Friday, April 8, 2011

Time Warner, Viacom Take iPad App Feud To Court


A new iPad app is raising questions about programming ownership rights. Time Warner and Viacom are suing each other over Time Warner's iPad app, which allows customers to view programming on the tablet. Time Warner says its customers should be allowed to view programming on any device, while media companies say their rights are being violated.

Time Warner Cable Inc. and Viacom Inc. took their dispute over what content can be put on the cable company's iPad Relevant Products/Services app to federal court on Thursday, asking a judge to decide the issue.

The companies filed lawsuits against each other after Time Warner agreed to drop a dozen cable channels from the popular tablet Relevant Products/Services computer sold by Cupertino, Calif.-based Apple Inc.

News Corp.'s Fox Cable Networks, Viacom and Discovery Communications Inc. had asked Time Warner to pull their programming from its iPad app, which was launched last month. They said putting the programs on it was violating their programming contracts.

The media companies say Time Warner should pay more money to distribute on devices other than television sets. Time Warner says existing contracts already provide it with the rights.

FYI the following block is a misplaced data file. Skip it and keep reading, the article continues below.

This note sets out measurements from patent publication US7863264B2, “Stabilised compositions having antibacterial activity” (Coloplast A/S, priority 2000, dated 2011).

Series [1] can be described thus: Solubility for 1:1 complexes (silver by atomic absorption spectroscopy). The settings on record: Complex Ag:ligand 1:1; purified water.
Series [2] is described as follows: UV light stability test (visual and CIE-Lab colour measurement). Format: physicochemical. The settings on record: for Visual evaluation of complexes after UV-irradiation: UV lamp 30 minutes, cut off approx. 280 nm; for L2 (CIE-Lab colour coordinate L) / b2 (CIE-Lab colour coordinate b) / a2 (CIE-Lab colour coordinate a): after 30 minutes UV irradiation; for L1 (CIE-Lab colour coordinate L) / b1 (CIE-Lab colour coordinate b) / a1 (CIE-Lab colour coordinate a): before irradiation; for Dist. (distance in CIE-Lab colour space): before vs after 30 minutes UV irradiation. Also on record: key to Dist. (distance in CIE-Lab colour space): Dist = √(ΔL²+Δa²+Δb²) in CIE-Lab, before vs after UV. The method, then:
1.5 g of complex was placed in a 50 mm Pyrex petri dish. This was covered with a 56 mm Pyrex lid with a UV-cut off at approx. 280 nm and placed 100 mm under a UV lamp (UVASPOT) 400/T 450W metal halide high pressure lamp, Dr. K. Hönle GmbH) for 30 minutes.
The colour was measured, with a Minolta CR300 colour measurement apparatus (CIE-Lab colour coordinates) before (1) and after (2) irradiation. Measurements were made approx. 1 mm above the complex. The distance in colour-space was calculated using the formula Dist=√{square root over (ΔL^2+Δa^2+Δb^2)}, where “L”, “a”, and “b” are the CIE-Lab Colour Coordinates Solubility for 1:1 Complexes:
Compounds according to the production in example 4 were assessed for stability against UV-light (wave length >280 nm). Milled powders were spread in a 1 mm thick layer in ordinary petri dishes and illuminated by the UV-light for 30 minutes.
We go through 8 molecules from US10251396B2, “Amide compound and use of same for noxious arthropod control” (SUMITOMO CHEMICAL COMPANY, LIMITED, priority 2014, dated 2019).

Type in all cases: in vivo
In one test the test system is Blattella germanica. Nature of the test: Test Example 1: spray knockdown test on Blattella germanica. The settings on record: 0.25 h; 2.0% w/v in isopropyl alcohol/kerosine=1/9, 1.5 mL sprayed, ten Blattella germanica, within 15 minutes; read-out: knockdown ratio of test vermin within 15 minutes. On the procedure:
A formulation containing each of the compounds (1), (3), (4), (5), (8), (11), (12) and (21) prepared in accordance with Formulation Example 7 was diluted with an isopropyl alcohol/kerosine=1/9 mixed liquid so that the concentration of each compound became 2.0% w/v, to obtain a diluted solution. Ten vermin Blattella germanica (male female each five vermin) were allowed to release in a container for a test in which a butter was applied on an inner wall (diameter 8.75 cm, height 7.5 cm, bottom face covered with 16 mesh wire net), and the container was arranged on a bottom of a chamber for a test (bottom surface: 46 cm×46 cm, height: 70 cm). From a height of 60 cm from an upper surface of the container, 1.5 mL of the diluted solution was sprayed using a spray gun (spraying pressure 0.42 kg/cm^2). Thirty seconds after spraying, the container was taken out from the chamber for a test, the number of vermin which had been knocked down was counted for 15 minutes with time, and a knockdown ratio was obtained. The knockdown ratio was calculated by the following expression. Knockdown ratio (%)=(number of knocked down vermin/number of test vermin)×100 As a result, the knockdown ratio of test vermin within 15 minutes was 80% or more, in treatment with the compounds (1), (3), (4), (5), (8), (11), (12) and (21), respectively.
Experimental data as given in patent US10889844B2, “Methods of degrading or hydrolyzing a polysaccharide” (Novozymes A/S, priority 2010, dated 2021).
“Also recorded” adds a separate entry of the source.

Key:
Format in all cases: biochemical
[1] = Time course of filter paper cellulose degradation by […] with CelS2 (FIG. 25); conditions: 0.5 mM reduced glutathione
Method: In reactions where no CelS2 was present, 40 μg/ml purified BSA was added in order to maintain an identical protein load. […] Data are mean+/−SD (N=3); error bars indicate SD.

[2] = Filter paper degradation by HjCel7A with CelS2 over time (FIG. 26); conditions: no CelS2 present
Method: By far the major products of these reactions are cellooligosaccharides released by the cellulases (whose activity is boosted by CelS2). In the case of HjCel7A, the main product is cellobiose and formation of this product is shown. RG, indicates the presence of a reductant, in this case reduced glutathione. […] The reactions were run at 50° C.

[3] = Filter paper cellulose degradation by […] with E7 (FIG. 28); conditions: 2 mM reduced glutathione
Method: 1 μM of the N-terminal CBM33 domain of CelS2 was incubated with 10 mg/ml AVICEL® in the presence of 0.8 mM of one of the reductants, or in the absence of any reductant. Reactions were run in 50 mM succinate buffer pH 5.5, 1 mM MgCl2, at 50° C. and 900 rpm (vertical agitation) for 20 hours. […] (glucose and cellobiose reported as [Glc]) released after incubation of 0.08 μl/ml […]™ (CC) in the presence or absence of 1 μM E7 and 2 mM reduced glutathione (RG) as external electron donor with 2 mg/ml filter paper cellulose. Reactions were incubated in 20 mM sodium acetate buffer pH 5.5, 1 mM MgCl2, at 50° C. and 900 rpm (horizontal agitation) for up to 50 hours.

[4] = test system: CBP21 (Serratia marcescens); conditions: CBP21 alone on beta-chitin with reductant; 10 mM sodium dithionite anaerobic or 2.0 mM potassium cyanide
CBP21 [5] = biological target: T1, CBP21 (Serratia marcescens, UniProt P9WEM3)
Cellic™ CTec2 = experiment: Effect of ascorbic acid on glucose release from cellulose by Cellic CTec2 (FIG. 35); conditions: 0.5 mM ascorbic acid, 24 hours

Viacom said in its lawsuit that it cannot let Time Warner "unilaterally change the terms of its contractual relationship." It acknowledged that the cable company had taken the cable channels off the tablet computer by April, but it said a court order would be necessary to keep the company from putting the channels back on. It also asked for $2 million for each violation of the contract between the companies, along with unspecified additional damages.

Time Warner said in a release that the court should rule that it is permitted to provide the programming over its cable systems for viewing on devices of its customers' choosing, including iPads.

"We have steadfastly maintained that we have the rights to allow our customers to view this programming in their homes, over our cable systems, without artificial limits on the screens they can use to do so, and we are asking the court to confirm our view," Times Warner Cable executive vice president and general counsel Marc Lawrence-Apfelbaum said in a statement.

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